Think of England
Pale gold of the afternoon braided and wound round and tucked into the hood of evening, the cool air prickling our skin only after we’d noticed how dark the the rocks had become. They are as smooth as apples, and fit the hand nearly as well, these rocks, and in the light they are grayed shades of rose, chartreuse, eggshell and sky.
Roses hedge the strand; the road is just beyond, then small houses nudged into the conifer-dark hill. Not cabbage, tea, damask, or climbing: these are wild. Nootka and rugosa.The thorns taste of salt. Petals, a creamy pink, were lost to the the waves months ago, likewise the green leaves. All that’s left are naked brambles trimmed with hips, thick as berries. They’ve been shocked by first frost, beat up by the winds, their ruddy skins scarred. They’re ripe.
Ten thousand pounds of petals would make one pint of attar, or oil, prize of queens. My love is like a red, red. Aphrodite was born from sea-foam: as she walked along the beach, flowers sprang up under her feet. I have crushed the petals and rubbed them behind my ears, years ago, looking for something I couldn’t yet name.
World War II, England: no citrus. The boats carrying lemons, limes, oranges from afar are bombed. A dearth of vitamin C. And so the English go to work, cultivating the hips, the heps, the haws, the berries, whatever one might call them, pressing them into a dense syrup. The children were saved, or at least, the nation dodged scurvy. The fruit of the rose tree is a kind of apple, same family. The natives here, in this northern archipelago, have used them as medicine for ages. Sore throat, diarrhea, weakness, broken heart, insomnia.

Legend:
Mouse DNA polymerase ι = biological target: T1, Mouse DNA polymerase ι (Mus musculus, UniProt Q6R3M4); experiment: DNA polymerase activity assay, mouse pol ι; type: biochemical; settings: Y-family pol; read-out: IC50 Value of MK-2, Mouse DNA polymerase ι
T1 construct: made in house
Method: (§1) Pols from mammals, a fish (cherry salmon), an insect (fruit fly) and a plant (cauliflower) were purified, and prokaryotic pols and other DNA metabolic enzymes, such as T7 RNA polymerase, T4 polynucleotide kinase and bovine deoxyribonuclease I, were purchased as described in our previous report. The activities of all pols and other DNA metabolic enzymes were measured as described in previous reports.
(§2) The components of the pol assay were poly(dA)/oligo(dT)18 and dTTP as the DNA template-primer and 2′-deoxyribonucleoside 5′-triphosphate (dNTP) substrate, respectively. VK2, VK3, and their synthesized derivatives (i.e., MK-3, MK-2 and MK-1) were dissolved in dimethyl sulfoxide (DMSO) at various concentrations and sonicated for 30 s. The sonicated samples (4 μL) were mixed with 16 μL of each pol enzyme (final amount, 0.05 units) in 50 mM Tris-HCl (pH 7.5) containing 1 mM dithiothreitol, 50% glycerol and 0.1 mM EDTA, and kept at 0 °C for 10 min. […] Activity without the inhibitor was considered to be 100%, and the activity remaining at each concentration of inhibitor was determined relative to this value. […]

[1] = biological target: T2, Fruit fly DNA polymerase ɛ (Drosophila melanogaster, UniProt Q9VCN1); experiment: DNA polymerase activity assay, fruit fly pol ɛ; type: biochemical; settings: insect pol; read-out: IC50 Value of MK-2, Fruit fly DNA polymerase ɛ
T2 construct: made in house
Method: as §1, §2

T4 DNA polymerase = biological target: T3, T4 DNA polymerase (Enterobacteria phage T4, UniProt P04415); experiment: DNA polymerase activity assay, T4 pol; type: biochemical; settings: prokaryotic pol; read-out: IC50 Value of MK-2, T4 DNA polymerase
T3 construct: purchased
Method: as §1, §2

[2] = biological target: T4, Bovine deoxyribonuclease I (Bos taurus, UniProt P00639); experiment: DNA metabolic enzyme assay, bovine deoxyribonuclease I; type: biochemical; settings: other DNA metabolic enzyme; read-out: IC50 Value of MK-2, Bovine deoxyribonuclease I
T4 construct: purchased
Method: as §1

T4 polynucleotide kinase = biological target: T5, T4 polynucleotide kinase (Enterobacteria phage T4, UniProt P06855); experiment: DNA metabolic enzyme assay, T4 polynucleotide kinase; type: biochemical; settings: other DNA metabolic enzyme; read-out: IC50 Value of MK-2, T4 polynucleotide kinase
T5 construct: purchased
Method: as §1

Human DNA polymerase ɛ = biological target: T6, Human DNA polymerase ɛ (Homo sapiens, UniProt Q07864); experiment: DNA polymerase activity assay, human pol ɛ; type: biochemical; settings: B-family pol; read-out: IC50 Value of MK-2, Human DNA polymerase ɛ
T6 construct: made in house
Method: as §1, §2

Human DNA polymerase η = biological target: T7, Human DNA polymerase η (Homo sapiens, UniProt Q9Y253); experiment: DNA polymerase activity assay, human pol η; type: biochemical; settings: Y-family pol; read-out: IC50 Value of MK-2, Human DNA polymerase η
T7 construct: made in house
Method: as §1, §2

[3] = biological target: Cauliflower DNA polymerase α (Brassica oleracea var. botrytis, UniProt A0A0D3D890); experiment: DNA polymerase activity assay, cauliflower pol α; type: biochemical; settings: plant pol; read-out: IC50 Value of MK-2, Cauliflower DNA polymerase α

We’ve brought clippers and sturdy gloves.
Across the street, a small child kneels on the grass before a Nativity scene, though Christmas was 6 days ago. The figures are child-size, and illuminated from within. The thick plastic, garishly colored in parts, does a fair job dispersing the light, although you can still see the glowing bulb at the core. He’s barely more than a toddler, the boy.
A teen appears to be watching him, at least from the corner of her eye. She is on the phone and texting at the same time, white wires hang from her ears.
My clippers are dull, I am chopping and gnawing at the briars as much as cutting them. I’m thinking about meat and electricity. The plastic family, plugged into the side of a modest house. I wonder where my cord runs, and imagine it tangled up in the briars. Snip carefully.
The child calls out for his mama, and the teen says, Coming. Just a sec. Mary was younger, I suppose. Looking over at the crèche, I imagine the blue-mantled figure in the months before she bore her pink plastic child. Gabriel, with plastic wings, swooping down to annunciate, whispering advice to the scared virgin about to get knocked-up : Close your eyes and think of England.
Later, we’ll pluck hip from stem, scoop out the hairy seeds inside. After peeling the skin, you’ll mash the meat, and froth it with water and sugar. How to love a rose. Bruising a petal, pricking a thumb. Scent, of course. The natural pectins allow for a foam that can be frozen, then placed on the tongue. The taste is slightly bitter, but lasts hardly at all.